Calceolaria - Slipper Flowers
This genus in Scrophulariaceae has about 300 species of annuals or perennials, a few species are shrubs. Most are native from South America. They have pouch-like flowers and opposite or whorled leaves. Most of the species have yellow colored flowers, but some are violet or brown. Most are tender and collector plants for cool greenhouse culture. Some are widely grown and used as houseplants for their prolific flower production. Soils should be light with good drainage, with a neutral to slightly acid pH, and never allowed to completely dry out. Grow in part shade, hot summers generally result in death (the same for wet winters). The seeds are very small.
Some of the species that are worth growing include:
C. bellidifolia - A perennial from Chile, hardy to zone 7. It grows around 7cm tall with yellow to orange flowers.
C. biflora - A perennial from Chile, the easiest species to grow, it has paired flowers on plants that grow about 6 inches tall. The flowers are a deep yellow with purple-red spots. Blooming Late spring and early summer.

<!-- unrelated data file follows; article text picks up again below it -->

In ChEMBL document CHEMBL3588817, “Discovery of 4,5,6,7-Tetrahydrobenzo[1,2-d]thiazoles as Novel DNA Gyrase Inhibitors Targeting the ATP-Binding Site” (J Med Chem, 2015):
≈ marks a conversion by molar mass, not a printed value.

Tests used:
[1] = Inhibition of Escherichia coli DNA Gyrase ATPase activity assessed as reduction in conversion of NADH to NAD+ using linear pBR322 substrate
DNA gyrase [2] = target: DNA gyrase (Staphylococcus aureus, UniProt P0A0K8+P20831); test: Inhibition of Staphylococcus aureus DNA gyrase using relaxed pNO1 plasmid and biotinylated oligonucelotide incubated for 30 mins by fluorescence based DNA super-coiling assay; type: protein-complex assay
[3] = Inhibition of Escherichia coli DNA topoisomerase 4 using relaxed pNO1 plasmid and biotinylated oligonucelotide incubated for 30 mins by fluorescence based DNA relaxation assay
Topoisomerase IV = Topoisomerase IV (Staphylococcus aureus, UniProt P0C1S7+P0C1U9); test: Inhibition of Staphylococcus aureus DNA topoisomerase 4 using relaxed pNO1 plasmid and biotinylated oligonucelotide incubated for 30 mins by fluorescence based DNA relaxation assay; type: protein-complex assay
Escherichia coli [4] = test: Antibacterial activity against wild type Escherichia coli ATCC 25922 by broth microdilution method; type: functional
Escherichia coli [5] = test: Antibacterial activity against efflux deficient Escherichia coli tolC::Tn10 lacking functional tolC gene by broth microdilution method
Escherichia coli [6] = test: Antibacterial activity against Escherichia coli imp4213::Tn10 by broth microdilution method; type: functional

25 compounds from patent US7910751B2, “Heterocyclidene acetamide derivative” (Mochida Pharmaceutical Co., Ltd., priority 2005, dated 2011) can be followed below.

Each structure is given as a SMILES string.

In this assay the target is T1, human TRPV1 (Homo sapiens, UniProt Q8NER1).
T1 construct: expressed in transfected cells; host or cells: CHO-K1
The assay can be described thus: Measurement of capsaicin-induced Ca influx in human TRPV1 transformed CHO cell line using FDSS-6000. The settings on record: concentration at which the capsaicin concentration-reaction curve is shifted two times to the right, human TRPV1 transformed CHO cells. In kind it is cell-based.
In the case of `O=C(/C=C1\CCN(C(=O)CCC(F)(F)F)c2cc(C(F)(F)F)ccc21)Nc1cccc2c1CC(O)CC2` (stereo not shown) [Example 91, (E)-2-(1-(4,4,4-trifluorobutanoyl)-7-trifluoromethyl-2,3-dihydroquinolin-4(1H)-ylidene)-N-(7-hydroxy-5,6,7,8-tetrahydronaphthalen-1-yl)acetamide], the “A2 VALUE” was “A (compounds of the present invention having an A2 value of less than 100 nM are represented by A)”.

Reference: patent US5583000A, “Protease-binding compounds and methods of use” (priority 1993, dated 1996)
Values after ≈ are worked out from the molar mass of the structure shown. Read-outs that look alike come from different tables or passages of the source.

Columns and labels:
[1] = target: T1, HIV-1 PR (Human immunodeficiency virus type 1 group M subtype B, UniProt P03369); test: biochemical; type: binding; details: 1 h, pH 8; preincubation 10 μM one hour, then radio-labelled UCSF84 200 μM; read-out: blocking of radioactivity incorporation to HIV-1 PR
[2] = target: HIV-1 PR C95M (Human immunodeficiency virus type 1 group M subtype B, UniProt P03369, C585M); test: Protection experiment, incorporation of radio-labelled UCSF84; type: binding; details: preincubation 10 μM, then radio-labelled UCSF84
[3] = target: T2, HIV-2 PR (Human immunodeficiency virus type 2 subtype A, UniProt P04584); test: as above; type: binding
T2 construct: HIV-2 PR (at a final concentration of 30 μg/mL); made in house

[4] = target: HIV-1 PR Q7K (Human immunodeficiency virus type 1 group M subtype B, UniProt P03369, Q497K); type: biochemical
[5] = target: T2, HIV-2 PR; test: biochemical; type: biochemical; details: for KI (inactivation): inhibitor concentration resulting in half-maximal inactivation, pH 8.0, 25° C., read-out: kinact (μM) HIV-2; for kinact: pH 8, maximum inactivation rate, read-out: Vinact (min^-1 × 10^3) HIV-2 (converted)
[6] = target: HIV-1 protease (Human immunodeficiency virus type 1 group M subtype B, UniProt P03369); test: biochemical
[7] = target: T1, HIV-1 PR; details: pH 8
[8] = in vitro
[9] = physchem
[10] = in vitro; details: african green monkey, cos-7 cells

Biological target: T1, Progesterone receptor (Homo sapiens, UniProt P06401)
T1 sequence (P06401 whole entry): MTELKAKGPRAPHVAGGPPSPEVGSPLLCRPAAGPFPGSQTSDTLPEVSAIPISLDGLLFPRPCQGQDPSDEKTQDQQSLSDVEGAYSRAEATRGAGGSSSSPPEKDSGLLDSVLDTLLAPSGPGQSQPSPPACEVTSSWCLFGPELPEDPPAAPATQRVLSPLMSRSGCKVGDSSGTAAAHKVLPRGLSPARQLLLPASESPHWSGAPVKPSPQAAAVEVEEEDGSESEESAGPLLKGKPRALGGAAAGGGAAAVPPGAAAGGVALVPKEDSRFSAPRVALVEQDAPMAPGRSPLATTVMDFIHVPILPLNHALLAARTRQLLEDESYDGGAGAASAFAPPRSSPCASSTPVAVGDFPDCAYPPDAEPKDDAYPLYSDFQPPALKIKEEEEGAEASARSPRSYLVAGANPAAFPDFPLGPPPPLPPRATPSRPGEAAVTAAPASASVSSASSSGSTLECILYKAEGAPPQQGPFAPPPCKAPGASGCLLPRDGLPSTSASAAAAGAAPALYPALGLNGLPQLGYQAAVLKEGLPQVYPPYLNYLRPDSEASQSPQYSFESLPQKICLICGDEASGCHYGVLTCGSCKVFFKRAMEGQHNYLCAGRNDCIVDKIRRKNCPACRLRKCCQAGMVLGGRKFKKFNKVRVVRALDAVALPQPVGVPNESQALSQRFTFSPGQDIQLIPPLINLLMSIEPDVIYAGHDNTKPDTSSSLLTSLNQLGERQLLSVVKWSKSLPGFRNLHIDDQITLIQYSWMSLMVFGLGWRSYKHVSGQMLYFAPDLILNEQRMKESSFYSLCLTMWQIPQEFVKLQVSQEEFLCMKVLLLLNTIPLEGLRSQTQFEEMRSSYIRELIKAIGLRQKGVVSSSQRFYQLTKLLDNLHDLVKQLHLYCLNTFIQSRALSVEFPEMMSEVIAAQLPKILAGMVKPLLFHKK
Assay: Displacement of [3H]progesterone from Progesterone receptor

C. crenatiflora - A carpet forming ground cover from Chile, it has yellow flowers on 7 inch tall stems. Blooms late spring/early summer. This species was used in producing the Herbeohybrida Group of multicolored, potted flower shop plants, sold in fall and winter.
C. darwinii - An evergreen perennial from Patagonia, the flowers have small hoods and large lips, lips are orange-yellow and have red streaks and spots, the outer areas are brown. Short lived, and often set upon by to aphid infestations.
C. falklandica - from the Falklands and the Andes Mountains of Chile to Patagonia, yellow pouches.
C. integrifolia - More hardy that most with many small yellow slippers on somewhat lax stems.
C. mexicana - An annual with small bright lemon-yellow pouches.
C. pinifolia - A rock garden plant for an area with little rainfall.
C. tenella -
C. uniflora -
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Calceolaria undulata has dense basal rosettes of narrow, mid green, leaves with serrated edges. The around 18 inch tall, upright flowering stems are branched with each branch ending in a showy bright yellow lady-slipper like flower.
Native to Chile, where it is found growing ion dry rocky soils.